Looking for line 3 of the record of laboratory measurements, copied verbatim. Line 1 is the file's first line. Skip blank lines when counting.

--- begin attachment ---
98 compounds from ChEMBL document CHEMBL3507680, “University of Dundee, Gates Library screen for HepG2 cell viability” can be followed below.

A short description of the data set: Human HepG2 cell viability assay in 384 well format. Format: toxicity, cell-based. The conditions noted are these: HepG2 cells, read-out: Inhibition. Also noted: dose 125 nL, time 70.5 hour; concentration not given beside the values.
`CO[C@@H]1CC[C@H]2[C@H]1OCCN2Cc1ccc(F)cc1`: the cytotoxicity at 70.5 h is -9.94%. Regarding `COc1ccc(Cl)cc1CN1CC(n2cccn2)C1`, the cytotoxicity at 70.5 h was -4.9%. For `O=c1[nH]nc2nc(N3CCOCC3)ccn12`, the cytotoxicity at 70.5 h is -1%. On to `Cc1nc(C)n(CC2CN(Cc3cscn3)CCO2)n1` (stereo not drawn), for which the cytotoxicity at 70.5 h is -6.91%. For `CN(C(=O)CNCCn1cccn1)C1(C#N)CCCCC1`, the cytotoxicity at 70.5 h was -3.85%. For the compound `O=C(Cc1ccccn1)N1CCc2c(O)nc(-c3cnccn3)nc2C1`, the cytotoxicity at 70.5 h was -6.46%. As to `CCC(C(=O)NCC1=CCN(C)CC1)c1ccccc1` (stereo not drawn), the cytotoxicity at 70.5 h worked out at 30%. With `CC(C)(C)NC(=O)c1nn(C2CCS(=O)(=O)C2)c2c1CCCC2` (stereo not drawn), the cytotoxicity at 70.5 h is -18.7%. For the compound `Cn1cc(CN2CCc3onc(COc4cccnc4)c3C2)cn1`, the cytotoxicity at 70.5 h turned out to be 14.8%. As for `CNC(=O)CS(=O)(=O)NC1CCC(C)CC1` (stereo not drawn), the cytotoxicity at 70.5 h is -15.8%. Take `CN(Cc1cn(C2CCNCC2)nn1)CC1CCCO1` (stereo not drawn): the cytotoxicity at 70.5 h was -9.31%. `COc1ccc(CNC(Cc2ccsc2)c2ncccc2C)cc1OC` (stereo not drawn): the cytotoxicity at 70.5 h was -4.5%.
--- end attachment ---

`CO[C@@H]1CC[C@H]2[C@H]1OCCN2Cc1ccc(F)cc1`: the cytotoxicity at 70.5 h is -9.94%. Regarding `COc1ccc(Cl)cc1CN1CC(n2cccn2)C1`, the cytotoxicity at 70.5 h was -4.9%. For `O=c1[nH]nc2nc(N3CCOCC3)ccn12`, the cytotoxicity at 70.5 h is -1%. On to `Cc1nc(C)n(CC2CN(Cc3cscn3)CCO2)n1` (stereo not drawn), for which the cytotoxicity at 70.5 h is -6.91%. For `CN(C(=O)CNCCn1cccn1)C1(C#N)CCCCC1`, the cytotoxicity at 70.5 h was -3.85%. For the compound `O=C(Cc1ccccn1)N1CCc2c(O)nc(-c3cnccn3)nc2C1`, the cytotoxicity at 70.5 h was -6.46%. As to `CCC(C(=O)NCC1=CCN(C)CC1)c1ccccc1` (stereo not drawn), the cytotoxicity at 70.5 h worked out at 30%. With `CC(C)(C)NC(=O)c1nn(C2CCS(=O)(=O)C2)c2c1CCCC2` (stereo not drawn), the cytotoxicity at 70.5 h is -18.7%. For the compound `Cn1cc(CN2CCc3onc(COc4cccnc4)c3C2)cn1`, the cytotoxicity at 70.5 h turned out to be 14.8%. As for `CNC(=O)CS(=O)(=O)NC1CCC(C)CC1` (stereo not drawn), the cytotoxicity at 70.5 h is -15.8%. Take `CN(Cc1cn(C2CCNCC2)nn1)CC1CCCO1` (stereo not drawn): the cytotoxicity at 70.5 h was -9.31%. `COc1ccc(CNC(Cc2ccsc2)c2ncccc2C)cc1OC` (stereo not drawn): the cytotoxicity at 70.5 h was -4.5%.